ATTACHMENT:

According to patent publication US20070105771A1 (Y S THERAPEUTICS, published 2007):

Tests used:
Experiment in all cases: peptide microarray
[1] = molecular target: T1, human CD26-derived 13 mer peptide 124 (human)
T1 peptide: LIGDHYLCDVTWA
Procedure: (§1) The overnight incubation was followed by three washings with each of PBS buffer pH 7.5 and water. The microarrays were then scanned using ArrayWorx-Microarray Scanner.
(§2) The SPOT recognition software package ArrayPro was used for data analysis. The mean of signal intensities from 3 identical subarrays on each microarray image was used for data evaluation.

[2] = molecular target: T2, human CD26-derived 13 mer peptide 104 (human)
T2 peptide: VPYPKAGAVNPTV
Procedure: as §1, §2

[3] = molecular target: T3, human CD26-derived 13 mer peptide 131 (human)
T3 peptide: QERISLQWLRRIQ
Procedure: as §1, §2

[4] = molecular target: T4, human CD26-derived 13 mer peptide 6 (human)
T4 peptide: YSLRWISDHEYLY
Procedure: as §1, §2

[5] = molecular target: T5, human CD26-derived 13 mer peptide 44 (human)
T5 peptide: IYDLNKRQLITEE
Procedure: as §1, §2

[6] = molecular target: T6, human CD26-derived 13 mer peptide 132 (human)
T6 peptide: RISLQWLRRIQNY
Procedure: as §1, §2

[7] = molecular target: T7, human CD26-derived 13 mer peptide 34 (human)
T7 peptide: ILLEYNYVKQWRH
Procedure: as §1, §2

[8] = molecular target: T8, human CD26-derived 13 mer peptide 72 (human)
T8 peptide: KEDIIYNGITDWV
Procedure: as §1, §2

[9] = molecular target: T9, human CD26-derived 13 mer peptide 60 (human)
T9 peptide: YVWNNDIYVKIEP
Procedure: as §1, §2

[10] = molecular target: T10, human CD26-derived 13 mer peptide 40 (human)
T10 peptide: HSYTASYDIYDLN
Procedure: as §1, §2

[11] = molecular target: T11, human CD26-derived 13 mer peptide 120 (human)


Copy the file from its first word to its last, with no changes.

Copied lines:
According to patent publication US20070105771A1 (Y S THERAPEUTICS, published 2007):

Tests used:
Experiment in all cases: peptide microarray
[1] = molecular target: T1, human CD26-derived 13 mer peptide 124 (human)
T1 peptide: LIGDHYLCDVTWA
Procedure: (§1) The overnight incubation was followed by three washings with each of PBS buffer pH 7.5 and water. The microarrays were then scanned using ArrayWorx-Microarray Scanner.
(§2) The SPOT recognition software package ArrayPro was used for data analysis. The mean of signal intensities from 3 identical subarrays on each microarray image was used for data evaluation.

[2] = molecular target: T2, human CD26-derived 13 mer peptide 104 (human)
T2 peptide: VPYPKAGAVNPTV
Procedure: as §1, §2

[3] = molecular target: T3, human CD26-derived 13 mer peptide 131 (human)
T3 peptide: QERISLQWLRRIQ
Procedure: as §1, §2

[4] = molecular target: T4, human CD26-derived 13 mer peptide 6 (human)
T4 peptide: YSLRWISDHEYLY
Procedure: as §1, §2

[5] = molecular target: T5, human CD26-derived 13 mer peptide 44 (human)
T5 peptide: IYDLNKRQLITEE
Procedure: as §1, §2

[6] = molecular target: T6, human CD26-derived 13 mer peptide 132 (human)
T6 peptide: RISLQWLRRIQNY
Procedure: as §1, §2

[7] = molecular target: T7, human CD26-derived 13 mer peptide 34 (human)
T7 peptide: ILLEYNYVKQWRH
Procedure: as §1, §2

[8] = molecular target: T8, human CD26-derived 13 mer peptide 72 (human)
T8 peptide: KEDIIYNGITDWV
Procedure: as §1, §2

[9] = molecular target: T9, human CD26-derived 13 mer peptide 60 (human)
T9 peptide: YVWNNDIYVKIEP
Procedure: as §1, §2

[10] = molecular target: T10, human CD26-derived 13 mer peptide 40 (human)
T10 peptide: HSYTASYDIYDLN
Procedure: as §1, §2

[11] = molecular target: T11, human CD26-derived 13 mer peptide 120 (human)